elements like 'Agni' (fire), architecture, town planning, coins,
even figures of dancing girls are some of the others. Interesting or perhaps
circumscribing man's ability to conjecture is the fact that many of
these legacies defy immediate understanding. The Indus valley script for
example is one, which has challenged many scholars and is yet to find a
satisfactory interpretation. Travelling across the river Indus were many
cultural exchanges between Greece, in fact the rest of the world and India.
Greco-Roman art of India today is just one example.
It was on the banks of river Indus that Alexander the great invaded in the
4th century BC crossed the river by ford or bridges at the shallows to the
north of a significant place called "Attack". According to a
British administrator Attack itself meant this far and no further. There isn't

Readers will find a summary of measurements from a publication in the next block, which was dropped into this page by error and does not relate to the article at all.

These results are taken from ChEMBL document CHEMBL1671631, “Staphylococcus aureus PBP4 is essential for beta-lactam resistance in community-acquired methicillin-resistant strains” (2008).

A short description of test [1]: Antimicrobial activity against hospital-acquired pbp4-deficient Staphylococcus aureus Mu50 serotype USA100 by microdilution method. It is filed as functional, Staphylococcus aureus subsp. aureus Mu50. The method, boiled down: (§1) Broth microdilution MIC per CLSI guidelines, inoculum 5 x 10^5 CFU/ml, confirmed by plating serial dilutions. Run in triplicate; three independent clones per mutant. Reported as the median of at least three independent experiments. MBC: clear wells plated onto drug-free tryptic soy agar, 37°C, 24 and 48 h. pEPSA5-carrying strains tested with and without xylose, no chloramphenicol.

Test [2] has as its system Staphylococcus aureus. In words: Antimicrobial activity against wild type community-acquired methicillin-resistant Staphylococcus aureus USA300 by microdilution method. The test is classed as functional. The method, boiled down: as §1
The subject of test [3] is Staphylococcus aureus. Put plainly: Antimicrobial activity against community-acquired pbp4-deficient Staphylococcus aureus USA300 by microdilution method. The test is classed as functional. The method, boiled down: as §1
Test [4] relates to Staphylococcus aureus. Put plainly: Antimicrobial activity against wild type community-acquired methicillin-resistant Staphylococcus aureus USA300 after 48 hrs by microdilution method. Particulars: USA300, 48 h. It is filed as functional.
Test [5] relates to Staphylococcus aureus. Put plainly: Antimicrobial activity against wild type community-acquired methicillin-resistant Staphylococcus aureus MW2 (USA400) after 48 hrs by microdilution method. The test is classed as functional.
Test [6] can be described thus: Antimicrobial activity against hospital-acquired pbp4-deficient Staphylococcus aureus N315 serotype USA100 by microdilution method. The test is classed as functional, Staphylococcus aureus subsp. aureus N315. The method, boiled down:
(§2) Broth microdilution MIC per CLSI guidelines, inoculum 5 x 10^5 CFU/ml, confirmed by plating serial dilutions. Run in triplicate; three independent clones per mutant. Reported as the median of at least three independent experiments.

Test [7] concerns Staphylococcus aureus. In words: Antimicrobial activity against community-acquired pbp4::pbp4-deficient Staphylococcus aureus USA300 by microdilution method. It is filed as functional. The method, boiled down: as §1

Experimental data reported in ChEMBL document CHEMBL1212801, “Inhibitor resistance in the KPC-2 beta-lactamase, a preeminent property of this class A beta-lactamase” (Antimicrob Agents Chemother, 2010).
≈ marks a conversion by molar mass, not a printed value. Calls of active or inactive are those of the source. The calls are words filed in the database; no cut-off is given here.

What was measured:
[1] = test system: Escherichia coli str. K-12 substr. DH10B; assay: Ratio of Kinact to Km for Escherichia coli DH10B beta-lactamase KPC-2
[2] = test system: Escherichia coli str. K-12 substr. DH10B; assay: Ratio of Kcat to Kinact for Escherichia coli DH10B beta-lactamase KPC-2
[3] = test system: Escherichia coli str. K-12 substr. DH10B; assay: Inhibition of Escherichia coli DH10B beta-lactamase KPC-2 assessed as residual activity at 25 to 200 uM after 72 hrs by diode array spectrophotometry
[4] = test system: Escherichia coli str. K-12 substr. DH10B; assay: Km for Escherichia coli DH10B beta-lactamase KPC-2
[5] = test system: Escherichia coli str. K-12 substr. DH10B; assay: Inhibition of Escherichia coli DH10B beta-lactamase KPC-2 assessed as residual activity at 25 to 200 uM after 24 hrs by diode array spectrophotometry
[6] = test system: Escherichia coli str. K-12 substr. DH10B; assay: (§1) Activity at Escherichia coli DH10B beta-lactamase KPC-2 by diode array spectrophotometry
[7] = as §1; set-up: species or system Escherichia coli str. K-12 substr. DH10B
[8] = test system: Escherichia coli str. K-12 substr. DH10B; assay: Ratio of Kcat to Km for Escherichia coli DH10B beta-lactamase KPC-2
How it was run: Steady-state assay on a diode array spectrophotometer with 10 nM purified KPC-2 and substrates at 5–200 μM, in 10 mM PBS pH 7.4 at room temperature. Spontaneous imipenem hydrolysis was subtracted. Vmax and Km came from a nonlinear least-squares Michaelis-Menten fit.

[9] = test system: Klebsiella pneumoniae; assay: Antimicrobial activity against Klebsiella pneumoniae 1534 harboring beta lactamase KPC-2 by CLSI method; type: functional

any such a meaning present in the Sanskrit dictionary, perhaps because the
English pronunciation of the word has changed it.
But in its idea, the meaning sounds good. For only after crossing river
Indus at this point could one enter the then Hindustan. And this was the
place where most of the invaders and visitors to India crossed. Akbar even
built a fort here because once when he was to cross, the river was in spate
and he had to wait a while. So he decided this place needed a shelter. Even
before that Shershah Suri, who ruled over India for a while built the grand
trunk road from Calcutta via Delhi to Lahore and Rawalpindi. It crossed the
Indus near Attack.
continued to charm the people and rulers like Akbar and Jehangir built
canals from its tributaries to feed huge and beautiful Persian gardens. Even
if the Sikhs once spread their empire far enough to build another fort on
the other side of river Indus, invaders like Nadir Shah from Persia and
Mahmood of Ghazni continued to gallop and ravage the wealth of India. While
the Indus was a valiant guardian at the northwest frontier, it was not so
difficult to overpower. It roared and spread itself, but it never hurt.